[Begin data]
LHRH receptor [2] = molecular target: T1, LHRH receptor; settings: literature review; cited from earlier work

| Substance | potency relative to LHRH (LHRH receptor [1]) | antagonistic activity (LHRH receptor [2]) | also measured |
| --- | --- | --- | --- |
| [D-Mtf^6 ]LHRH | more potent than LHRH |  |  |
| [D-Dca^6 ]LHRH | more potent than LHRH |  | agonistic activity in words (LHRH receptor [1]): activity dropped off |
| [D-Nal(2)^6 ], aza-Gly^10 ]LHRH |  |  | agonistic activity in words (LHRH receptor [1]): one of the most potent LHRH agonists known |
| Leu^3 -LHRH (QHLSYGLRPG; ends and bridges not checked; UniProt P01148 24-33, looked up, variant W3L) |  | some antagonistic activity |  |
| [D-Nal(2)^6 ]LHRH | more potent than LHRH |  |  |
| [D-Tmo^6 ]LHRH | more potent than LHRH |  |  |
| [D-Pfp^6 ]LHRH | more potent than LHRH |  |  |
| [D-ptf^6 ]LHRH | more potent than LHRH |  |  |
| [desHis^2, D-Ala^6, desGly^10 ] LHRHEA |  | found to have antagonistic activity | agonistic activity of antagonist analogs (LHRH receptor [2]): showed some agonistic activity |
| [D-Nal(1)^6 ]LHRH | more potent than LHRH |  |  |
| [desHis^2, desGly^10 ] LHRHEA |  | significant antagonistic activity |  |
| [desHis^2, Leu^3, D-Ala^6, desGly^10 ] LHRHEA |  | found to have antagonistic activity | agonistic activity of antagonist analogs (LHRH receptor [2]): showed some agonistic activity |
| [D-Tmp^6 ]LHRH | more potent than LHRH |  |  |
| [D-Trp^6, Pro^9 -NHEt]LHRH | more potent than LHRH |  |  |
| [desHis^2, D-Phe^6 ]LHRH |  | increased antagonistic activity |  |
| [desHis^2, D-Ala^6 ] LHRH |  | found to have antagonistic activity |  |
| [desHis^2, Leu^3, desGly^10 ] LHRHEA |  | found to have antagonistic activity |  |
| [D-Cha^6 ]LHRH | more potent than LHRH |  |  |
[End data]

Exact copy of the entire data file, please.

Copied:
LHRH receptor [2] = molecular target: T1, LHRH receptor; settings: literature review; cited from earlier work

| Substance | potency relative to LHRH (LHRH receptor [1]) | antagonistic activity (LHRH receptor [2]) | also measured |
| --- | --- | --- | --- |
| [D-Mtf^6 ]LHRH | more potent than LHRH |  |  |
| [D-Dca^6 ]LHRH | more potent than LHRH |  | agonistic activity in words (LHRH receptor [1]): activity dropped off |
| [D-Nal(2)^6 ], aza-Gly^10 ]LHRH |  |  | agonistic activity in words (LHRH receptor [1]): one of the most potent LHRH agonists known |
| Leu^3 -LHRH (QHLSYGLRPG; ends and bridges not checked; UniProt P01148 24-33, looked up, variant W3L) |  | some antagonistic activity |  |
| [D-Nal(2)^6 ]LHRH | more potent than LHRH |  |  |
| [D-Tmo^6 ]LHRH | more potent than LHRH |  |  |
| [D-Pfp^6 ]LHRH | more potent than LHRH |  |  |
| [D-ptf^6 ]LHRH | more potent than LHRH |  |  |
| [desHis^2, D-Ala^6, desGly^10 ] LHRHEA |  | found to have antagonistic activity | agonistic activity of antagonist analogs (LHRH receptor [2]): showed some agonistic activity |
| [D-Nal(1)^6 ]LHRH | more potent than LHRH |  |  |
| [desHis^2, desGly^10 ] LHRHEA |  | significant antagonistic activity |  |
| [desHis^2, Leu^3, D-Ala^6, desGly^10 ] LHRHEA |  | found to have antagonistic activity | agonistic activity of antagonist analogs (LHRH receptor [2]): showed some agonistic activity |
| [D-Tmp^6 ]LHRH | more potent than LHRH |  |  |
| [D-Trp^6, Pro^9 -NHEt]LHRH | more potent than LHRH |  |  |
| [desHis^2, D-Phe^6 ]LHRH |  | increased antagonistic activity |  |
| [desHis^2, D-Ala^6 ] LHRH |  | found to have antagonistic activity |  |
| [desHis^2, Leu^3, desGly^10 ] LHRHEA |  | found to have antagonistic activity |  |
| [D-Cha^6 ]LHRH | more potent than LHRH |  |  |